[Date Prev][Date Next][Thread Prev][Thread Next][Date Index][Thread Index]

Re: [xmca] The Missing Part

Is this part missing also in Col. Works edition?

2010/7/12, David Kellogg <vaughndogblack@yahoo.com>:
> This is the beginning of Chapter Two of Thinking and Speech that was not
> translated into English. I posted it once several years ago, and Anton
> thought it didn't add very much.
> I think it does: it structures the whole chapter, because it makes it clear
> that Freud, Levy-Bruhl, and Blondel share a common idealist basis as well as
> a common canonical stature.
> ≪Мы полагаем, . говорит он, . что настанет день, когда мысль ребенка по
> отношению к мысли нормального цивилизованного взрослого будет помещена в ту
> же плоскость, в какой находится ≪примитивное мышление≫, охарактеризованное
> Леви-Брюлем, или аутистическая и символическая мысль, описанная Фрейдом и
> его учениками, или ≪болезненное сознание≫, если только это понятие,
> введенное Блонделем, не сольется в один прекрасный день с предыдущим
> понятием≫ (1, с.408).1 Действительно, появление его первых работ по
> историческому значению
> этого факта для дальнейшего развития психологической мысли должно быть по
> справедливости сопоставлено и сравнено с датами выхода в свет ≪Les fonctions
> mentales dans les societes inferieures≫ Леви-Брюля, ≪Толкования сновидений≫
> Фрейда или ≪La conscience morbide≫ Блонделя. Больше того, между этими
> явлениями в различнейших областях научной психологии есть не только внешнее
> сходство, определяемое уровнем их исторического значения, но глубокое,
> кровное, внутреннее родство . связь по самой сути заключенных и воплощенных
> в них философских и
> психологических тенденций. Недаром сам Пиаже в огромной мере опирался в
> своих исследованиях и построениях на эти три
> работы и на их авторов.
> “It is therefore our belief", says (Piaget), "that the day will come when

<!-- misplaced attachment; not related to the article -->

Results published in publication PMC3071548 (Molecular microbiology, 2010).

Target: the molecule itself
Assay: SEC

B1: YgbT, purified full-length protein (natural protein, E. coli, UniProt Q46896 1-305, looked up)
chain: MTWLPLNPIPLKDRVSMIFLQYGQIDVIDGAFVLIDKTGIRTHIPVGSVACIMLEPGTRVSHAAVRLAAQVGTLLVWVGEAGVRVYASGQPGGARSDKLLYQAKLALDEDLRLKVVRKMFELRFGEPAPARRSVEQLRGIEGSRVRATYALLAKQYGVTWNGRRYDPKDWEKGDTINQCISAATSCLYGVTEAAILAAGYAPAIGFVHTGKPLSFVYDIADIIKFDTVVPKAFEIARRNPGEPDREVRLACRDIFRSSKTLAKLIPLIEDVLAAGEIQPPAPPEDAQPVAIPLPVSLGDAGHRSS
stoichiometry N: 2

> child thought will be placed on the same level in relation to adult, normal,
> and civilized thought as ‘primitive mentality’, as defined by Lévy-Bruhl, as
> autistic and symbolical thought as described by Freud and his disciples and
> as ‘morbid consciousness,’ assuming that this last concept, which we owe to
> M. Ch. Blondel, is not simply fused with the former.” (p. 201-202). In
> reality, the appearance of this first works, in regard to the historic
> importance as a fact for future reference in the development of
> psychological thought must be on the compared with the appearance of “Les
> fonctions mentales dans les societes inferieures” of Levi- Bruhl, Freud’s
> “The interpretation of dreams’, or Blondel’s “La conscience morbide”. It is
> not simply that between these phenomena in the development of the field of
> scientific psychology there is a formal
> resemblance, determined by their level of historic importance, but that
> there is a deep, internal kinship, a connection in essence which is visible
> in their philosophical and psychological tendencies. Not without reason does
> Piaget himself base in enormous measure his own studies and constructions on
> these three works and on their authors.
> Last night I was re-reading Bleuler's criticisms of Freud in "Autistic
> Thinking" and I also came upon these words, which Vygotsky quotes
> approvingly.
> "Examining the more grown-up child, I also do not much observe that he
> would prefer the imaginary apple to the real. The imbecile and the savage
> are alike practitioners of Realpolitik and the latter, (exactly like us, who
> stand at the apex of cognitive ability) makes his autistic stupidities only
> in such cases when reason and experience prove insufficient: in his ideas
> about the universe, about the phenomena of nature, in his understanding of
> diseases and other blows of destiny, in adopting measures to shield himself
> from them, and in other relationships which are too complex for him.”
> It seems to me that here and elsewhere in this chapter Bleuler is arguing
> for, and Vygotsky is agreeing with, a position that is simultaneously
> universalist, relativist, and developmentalist. It is universalist in the
> sense that it argues for a universal human autistic response to areas of
> experience of which we are ignorant. It is relativist in the sense that it
> argues for the independence of an "autistic" response from rationality and
> an autonomous art and autonomous humanities based on that independence that
> is in no way subordinate to rationality. It is developmentalist in the sense
> that it argues for an autistic response which develops out of a narrow,
> immediately realistic (perception based?) reality function rather than vice
> versa (as in Freud, Janet, and Levy-Bruhl).
> David Kellogg
> Seoul National University of Education
> _______________________________________________
> xmca mailing list
> xmca@weber.ucsd.edu
> http://dss.ucsd.edu/mailman/listinfo/xmca
xmca mailing list